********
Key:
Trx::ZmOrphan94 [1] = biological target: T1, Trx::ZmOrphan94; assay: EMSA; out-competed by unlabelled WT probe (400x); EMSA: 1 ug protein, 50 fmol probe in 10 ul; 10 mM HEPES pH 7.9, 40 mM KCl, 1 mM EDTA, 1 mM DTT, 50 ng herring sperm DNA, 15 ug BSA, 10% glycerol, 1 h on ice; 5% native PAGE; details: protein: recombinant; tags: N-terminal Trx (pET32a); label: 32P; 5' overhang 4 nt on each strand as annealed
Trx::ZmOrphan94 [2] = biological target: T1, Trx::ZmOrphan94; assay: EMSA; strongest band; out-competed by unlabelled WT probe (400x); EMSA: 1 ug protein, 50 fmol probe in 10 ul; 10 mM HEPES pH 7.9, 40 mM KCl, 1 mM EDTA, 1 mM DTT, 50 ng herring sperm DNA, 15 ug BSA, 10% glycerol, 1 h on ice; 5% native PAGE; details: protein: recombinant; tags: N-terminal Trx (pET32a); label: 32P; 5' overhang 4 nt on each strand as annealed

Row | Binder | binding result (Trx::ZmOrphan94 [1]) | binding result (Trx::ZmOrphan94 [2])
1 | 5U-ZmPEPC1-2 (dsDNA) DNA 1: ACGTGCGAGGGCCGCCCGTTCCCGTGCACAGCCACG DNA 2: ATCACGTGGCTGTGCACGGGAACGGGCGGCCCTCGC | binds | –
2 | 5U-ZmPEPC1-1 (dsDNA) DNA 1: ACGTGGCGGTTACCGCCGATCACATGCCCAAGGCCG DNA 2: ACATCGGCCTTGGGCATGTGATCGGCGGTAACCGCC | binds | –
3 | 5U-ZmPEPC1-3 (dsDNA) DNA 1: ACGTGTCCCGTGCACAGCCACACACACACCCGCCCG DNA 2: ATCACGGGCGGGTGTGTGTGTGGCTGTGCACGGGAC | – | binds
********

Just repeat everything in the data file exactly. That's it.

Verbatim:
Key:
Trx::ZmOrphan94 [1] = biological target: T1, Trx::ZmOrphan94; assay: EMSA; out-competed by unlabelled WT probe (400x); EMSA: 1 ug protein, 50 fmol probe in 10 ul; 10 mM HEPES pH 7.9, 40 mM KCl, 1 mM EDTA, 1 mM DTT, 50 ng herring sperm DNA, 15 ug BSA, 10% glycerol, 1 h on ice; 5% native PAGE; details: protein: recombinant; tags: N-terminal Trx (pET32a); label: 32P; 5' overhang 4 nt on each strand as annealed
Trx::ZmOrphan94 [2] = biological target: T1, Trx::ZmOrphan94; assay: EMSA; strongest band; out-competed by unlabelled WT probe (400x); EMSA: 1 ug protein, 50 fmol probe in 10 ul; 10 mM HEPES pH 7.9, 40 mM KCl, 1 mM EDTA, 1 mM DTT, 50 ng herring sperm DNA, 15 ug BSA, 10% glycerol, 1 h on ice; 5% native PAGE; details: protein: recombinant; tags: N-terminal Trx (pET32a); label: 32P; 5' overhang 4 nt on each strand as annealed

Row | Binder | binding result (Trx::ZmOrphan94 [1]) | binding result (Trx::ZmOrphan94 [2])
1 | 5U-ZmPEPC1-2 (dsDNA) DNA 1: ACGTGCGAGGGCCGCCCGTTCCCGTGCACAGCCACG DNA 2: ATCACGTGGCTGTGCACGGGAACGGGCGGCCCTCGC | binds | –
2 | 5U-ZmPEPC1-1 (dsDNA) DNA 1: ACGTGGCGGTTACCGCCGATCACATGCCCAAGGCCG DNA 2: ACATCGGCCTTGGGCATGTGATCGGCGGTAACCGCC | binds | –
3 | 5U-ZmPEPC1-3 (dsDNA) DNA 1: ACGTGTCCCGTGCACAGCCACACACACACCCGCCCG DNA 2: ATCACGGGCGGGTGTGTGTGTGGCTGTGCACGGGAC | – | binds